On March 31, 2010, CNA China Studies hosted a half-day roundtable to discuss China’s relations with and activities in Pakistan. The following report summarizes key themes heard at this event.
The China-Pakistan relationship is underpinned by traditional geo-political interests. These include concerns about India, about terrorism and religious extremism, and about domestic and regional stability.
China and Pakistan have similar geographical and historical concerns with respect to India that make the two natural partners. These include territorial disputes in their shared borders with India; a history of hostility and confrontation with India; and a mutual interest in maneuvering to balance or contain India’s power and influence in the region.
China’s growing economic equities with India may be affecting its relationship with Pakistan in subtle ways. For example, when at least one Pakistani was shown to be involved in violent, coordinated terrorist attacks in Mumbai, India, in 2008, Beijing appeared to pull its punches and adopt a more nuanced diplomatic approach. In the past, Beijing could be expected to have come to Pakistan’s defense diplomatically.
Terrorism, another shared concern, is also a potential wedge in China-Pakistan relations. China’s primary counter-terror interests are focused on combating extremism and separatism in Xinjiang and preventing extremist groups in Pakistan and other bordering countries from aggravating its Xinjiang problems. Pakistan’s counter-terror concerns are broader. They involve national ethnic divisions, resentment over perceived economic inequities, tribal conflicts, and multiple armed separatist movements that challenge the government.
Pakistan’s efforts to help further China’s interests can complicate its ability to meet its own interests. The Pakistan government faces pressure from China to crack down on extremist groups that challenge Beijing’s interests. Such crackdowns and intelligence-sharing efforts can bring countervailing pressure on Islamabad from indigenous Pakistani groups.
China-Pakistan economic relations are weak but growing. PRC investments in Pakistan are driven primarily by China’s demand for energy and natural resources and Pakistan’s need for infrastructure to accommodate the development of both.
Chinese economic activity in Pakistan includes road, sea, and rail transportation improvements, nuclear and hydropower projects, and mining.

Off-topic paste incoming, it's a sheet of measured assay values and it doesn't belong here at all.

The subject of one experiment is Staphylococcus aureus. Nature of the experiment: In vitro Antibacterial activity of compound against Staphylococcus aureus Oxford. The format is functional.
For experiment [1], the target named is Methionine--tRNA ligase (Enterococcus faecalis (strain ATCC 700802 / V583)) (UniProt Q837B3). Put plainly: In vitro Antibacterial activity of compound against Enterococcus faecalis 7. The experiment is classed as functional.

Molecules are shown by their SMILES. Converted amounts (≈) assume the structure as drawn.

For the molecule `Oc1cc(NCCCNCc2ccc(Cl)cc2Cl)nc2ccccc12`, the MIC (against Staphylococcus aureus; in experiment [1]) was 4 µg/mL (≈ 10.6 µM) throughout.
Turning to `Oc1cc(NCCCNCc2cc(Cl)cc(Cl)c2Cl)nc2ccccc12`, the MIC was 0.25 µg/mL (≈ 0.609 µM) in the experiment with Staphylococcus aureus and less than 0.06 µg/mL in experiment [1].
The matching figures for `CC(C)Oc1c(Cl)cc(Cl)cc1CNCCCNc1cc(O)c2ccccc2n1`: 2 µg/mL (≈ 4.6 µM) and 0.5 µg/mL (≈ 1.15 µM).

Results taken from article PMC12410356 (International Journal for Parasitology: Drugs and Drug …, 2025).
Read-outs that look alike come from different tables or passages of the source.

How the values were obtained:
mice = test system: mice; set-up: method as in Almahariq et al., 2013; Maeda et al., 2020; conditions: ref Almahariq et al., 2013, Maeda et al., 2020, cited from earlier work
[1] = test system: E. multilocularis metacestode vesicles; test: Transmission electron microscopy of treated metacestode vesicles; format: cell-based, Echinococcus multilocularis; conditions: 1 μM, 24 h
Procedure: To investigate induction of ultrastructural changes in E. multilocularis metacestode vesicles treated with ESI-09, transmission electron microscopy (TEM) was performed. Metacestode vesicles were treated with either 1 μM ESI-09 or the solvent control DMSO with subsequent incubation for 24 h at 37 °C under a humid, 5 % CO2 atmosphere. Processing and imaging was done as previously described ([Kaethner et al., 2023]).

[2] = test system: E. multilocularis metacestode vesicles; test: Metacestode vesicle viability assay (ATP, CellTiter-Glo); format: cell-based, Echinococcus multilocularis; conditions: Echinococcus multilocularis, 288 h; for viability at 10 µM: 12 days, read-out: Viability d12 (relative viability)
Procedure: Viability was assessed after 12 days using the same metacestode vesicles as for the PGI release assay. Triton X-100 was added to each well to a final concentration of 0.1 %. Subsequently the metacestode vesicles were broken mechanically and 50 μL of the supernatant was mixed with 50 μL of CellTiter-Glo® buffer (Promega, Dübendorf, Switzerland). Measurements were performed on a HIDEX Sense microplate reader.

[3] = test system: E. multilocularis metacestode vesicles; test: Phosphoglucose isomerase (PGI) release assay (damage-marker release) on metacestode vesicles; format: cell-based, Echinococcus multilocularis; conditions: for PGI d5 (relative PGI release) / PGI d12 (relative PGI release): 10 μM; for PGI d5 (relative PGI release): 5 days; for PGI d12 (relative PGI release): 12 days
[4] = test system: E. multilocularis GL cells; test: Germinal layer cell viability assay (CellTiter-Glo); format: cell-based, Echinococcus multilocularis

China’s economic relations with Pakistan offer immediate benefit to Pakistan and longer-term benefit to China. China’s investments in the Gwadar deep sea port, the Karakoram Highway, and planned rail lines have the potential to open up China’s West to further development by providing landlocked western China with its only ocean access.
As China’s energy and natural resource investments in Pakistan have grown, they have made Beijing more vulnerable to extremist threats in Pakistan. The Gwadar port and Karakoram Highway have been targeted by extremists, as have Chinese citizens living and working in Pakistan.
China-Pakistan relations have a strong military component, which some participants alleged makes the PLA a key player in China’s decisions involving Pakistan. Bilateral military cooperation ranges from naval cooperation, to past nuclear assistance, to arms sales, to combined military and anti-terror exercises. Roundtable participants held that PRC leaders much prefer the military-led governments of Pakistan’s past and appear less confident about the capabilities and effectiveness of the current, democratically elected civilian government in Pakistan.
The United States and China share important existential concerns in Pakistan. Both view stability in Pakistan as an important policy goal, and both see their interests better served by secular government rule in Pakistan rather than by the ascension of a hard-line or fundamentalist regime.
Close U.S.-China coordination on many issues involving Pakistan was assessed as likely to remain difficult given Beijing’s predilection for bilateral action. Moreover, while the United States and China at this juncture share common interests in Pakistan on an existential level, Washington and Beijing have neither the same threat assessment nor the same hierarchy of priorities that could facilitate robust coordinated action.
Even without close U.S.-China cooperation, participants felt there are good possibilities for complementary U.S. action, aid, and investment in Pakistan. It was suggested that the United States could capitalize on China’s aid and infrastructure investments in Pakistan by making complementary investments that would serve U.S. interests in Pakistan.
More complete understanding of China-Pakistan relations requires further and broader study of other regional players. The relationship cannot be clearly understood without accounting for the roles and actions of India, the United States, Afghanistan, and Central Asian countries.Download full report
- Pages: 32
- Document Number: MISC D0022883.A1/Final
- Publication Date: 6/2/2010